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Go fishing with Keith Grimwood and Ezra Idlet.
BY COLLETTE CAPRARA
FOR THE FREE LANCE-STAR
It's Trout Fishing season at the Hylton Performing Arts Center and no license is required--just a desire to have a roaring good time!
Keith Grimwood and Erza Idlet, the Trout Fishing in America duo, have been bringing giggles to children and their parents for more than 35 years. The two met when they played together in a five-piece folk rock band in Houston, but quickly added venues for kids when an elementary school teacher--and fan--invited them to play for her students.
"She wanted to show the kids that, though you might hear music on the radio or CDs, it is people who make music," recounts Grimwood. "At the time, we didn't know any kids' songs, so we just played Beatles and folk music for them. The kids loved it, and we just loved playing for the kids, because their response was so honest and immediate."
Throughout the following years, Trout continued to do shows for adults but put the word out that they'd also be happy to play at libraries and schools for the younger set. When their first crew of fans began having children, they branched out with family shows that parents and kids could enjoy together.
Those children grew up to have their own families, and generation followed generation. Today, it is not uncommon for the duo to see three or four generations of families in their audiences. The record was five generations--at the 100th birthday celebration of the grandmother of their teacher/fan's husband.
In the 1980s, the duo had their own children and the threshold opened to a plethora of songs inspired by true-life adventures. For example, when Grimwood questioned his son Kevin (then 4 years old) about crayon drawings all over a wall, the preschooler denied that the artwork was his. When his father challenged "If you didn't do it, then who did?" the response came quickly and convincingly: "A monster did it! I tried to stop him but he wouldn't listen."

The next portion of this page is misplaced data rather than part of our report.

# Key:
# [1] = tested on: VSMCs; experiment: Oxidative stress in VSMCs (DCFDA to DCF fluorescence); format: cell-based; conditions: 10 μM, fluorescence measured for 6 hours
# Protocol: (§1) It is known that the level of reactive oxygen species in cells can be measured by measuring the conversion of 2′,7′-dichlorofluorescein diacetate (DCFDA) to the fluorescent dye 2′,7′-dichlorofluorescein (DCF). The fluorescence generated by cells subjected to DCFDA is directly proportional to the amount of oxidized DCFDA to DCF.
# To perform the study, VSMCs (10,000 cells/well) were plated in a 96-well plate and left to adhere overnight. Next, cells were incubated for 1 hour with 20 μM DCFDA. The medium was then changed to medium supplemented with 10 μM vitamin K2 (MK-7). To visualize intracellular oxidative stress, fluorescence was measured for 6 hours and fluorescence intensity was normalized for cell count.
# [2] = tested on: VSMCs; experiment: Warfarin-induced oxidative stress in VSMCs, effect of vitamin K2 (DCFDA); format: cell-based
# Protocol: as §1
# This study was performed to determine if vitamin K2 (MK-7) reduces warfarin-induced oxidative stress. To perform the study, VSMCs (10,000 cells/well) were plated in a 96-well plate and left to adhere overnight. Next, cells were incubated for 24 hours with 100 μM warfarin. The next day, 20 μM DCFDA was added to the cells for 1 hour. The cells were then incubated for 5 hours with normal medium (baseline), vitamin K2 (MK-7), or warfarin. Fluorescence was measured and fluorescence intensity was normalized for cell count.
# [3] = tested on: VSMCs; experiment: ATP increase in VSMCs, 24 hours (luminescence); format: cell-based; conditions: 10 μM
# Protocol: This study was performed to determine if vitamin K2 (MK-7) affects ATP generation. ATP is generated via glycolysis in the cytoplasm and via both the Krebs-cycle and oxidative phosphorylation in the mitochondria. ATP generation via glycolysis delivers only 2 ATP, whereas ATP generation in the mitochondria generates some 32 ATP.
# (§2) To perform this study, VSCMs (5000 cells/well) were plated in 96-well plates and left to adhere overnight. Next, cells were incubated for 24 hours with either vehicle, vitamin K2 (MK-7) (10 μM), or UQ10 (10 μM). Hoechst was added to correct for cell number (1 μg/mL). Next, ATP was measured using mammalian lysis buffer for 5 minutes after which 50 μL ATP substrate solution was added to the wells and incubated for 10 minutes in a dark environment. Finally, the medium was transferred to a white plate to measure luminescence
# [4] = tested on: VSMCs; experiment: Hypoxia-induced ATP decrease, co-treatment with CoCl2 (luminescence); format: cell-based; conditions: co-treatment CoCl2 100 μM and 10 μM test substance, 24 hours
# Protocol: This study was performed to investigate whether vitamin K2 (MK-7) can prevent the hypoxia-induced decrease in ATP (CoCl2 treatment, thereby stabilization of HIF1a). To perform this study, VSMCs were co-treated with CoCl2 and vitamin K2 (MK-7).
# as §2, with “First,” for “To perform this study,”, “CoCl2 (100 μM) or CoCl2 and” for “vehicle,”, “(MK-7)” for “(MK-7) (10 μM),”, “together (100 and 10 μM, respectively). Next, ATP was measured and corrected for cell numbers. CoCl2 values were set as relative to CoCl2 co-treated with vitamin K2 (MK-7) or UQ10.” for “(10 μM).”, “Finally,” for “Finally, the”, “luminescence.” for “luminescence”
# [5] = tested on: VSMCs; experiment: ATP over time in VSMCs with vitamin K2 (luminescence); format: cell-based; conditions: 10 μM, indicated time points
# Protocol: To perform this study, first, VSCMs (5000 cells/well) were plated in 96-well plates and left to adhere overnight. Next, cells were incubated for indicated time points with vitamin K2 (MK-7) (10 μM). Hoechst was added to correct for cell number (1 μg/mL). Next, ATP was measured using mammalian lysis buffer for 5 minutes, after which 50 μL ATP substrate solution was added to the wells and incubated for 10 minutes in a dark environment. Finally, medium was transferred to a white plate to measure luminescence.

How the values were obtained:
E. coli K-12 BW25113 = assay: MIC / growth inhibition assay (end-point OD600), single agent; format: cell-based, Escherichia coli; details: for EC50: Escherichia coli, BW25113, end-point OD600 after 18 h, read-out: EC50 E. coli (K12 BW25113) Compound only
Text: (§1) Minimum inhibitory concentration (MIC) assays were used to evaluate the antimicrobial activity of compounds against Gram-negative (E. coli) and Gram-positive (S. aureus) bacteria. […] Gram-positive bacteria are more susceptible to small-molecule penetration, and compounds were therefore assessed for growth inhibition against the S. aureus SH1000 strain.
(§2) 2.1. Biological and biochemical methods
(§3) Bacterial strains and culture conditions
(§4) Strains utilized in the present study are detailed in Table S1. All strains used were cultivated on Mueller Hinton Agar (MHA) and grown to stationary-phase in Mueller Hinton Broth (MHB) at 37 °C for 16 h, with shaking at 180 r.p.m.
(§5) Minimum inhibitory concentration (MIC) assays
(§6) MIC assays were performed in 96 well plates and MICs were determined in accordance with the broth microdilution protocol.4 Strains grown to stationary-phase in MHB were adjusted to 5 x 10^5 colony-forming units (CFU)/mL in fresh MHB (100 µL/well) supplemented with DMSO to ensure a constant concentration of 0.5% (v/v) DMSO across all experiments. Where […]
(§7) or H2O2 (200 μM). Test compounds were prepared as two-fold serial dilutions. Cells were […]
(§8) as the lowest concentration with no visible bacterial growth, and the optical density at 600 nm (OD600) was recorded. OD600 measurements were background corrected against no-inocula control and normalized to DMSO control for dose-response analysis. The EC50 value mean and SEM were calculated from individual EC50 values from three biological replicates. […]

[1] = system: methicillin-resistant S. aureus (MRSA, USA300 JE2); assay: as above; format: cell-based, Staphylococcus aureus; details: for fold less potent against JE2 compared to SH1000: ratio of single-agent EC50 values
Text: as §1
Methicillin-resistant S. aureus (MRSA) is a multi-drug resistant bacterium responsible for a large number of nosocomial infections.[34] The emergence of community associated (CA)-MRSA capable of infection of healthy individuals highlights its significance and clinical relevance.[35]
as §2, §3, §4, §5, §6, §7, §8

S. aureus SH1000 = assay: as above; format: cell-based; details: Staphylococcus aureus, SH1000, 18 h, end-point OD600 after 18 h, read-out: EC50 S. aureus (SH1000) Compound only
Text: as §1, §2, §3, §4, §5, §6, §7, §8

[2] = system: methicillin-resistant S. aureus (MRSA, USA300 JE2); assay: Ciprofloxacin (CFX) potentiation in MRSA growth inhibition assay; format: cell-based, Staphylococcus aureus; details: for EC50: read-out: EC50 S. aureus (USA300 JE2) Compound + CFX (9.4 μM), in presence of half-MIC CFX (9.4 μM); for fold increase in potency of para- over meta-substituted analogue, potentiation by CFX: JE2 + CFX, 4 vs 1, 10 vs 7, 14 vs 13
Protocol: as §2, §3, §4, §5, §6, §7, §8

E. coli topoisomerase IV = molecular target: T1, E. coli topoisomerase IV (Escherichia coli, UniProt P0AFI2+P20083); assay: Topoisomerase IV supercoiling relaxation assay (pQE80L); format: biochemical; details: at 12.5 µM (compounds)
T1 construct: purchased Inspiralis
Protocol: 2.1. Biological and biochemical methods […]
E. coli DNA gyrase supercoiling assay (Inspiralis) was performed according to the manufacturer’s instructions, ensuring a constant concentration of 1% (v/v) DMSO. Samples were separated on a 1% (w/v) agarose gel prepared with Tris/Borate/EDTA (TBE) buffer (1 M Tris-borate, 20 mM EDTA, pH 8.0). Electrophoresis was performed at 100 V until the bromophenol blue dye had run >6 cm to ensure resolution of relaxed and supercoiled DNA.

Kevin's defense provided fodder for a wildly popular single and album titled "Big Trouble," a boy's tale of the damage that was done during a "home-alone" day when monsters overran his house.
Idlet's son sparked the idea for another song when, getting ready for school, he looked in the mirror and announced, "My hair had a party last night!" As soon as he saw his son off on the bus, Idlet called Grimwood and told him, "I don't know how it goes yet, but I know the name of our next song!"
The songs of these four-time Grammy nominees span a broad range from rowdy good fun to soft and sweet. In some, a message intertwines with humor, as in the duet's CD and children's book that introduces Chicken Joe (a cat who sleeps in the henhouse), a dog named Kitty, and a parakeet dubbed King Kong. The refrain after each character's introduction is:
Some numbers give a wink to Mom and Dad, such as "When I Was a Dinosaur." While the sound effects and motions to the song appeal to the kids, parents will smile at the T-Rex commenting that he was "future fossil fuel."
One song that reaches hearts across generations is "Lullaby," in which a comforting parent sings, "Don't worry, I'll leave the light on in the hall. Just go to sleep now, close your eyes."
While the audience typically drifts with the beauty of the lyrics and melody, the song sparked the gears in one youngster's brain. Up went his hand with the question, "Does that song work on parents, too?"
Collette Caprara is a local writer and artist.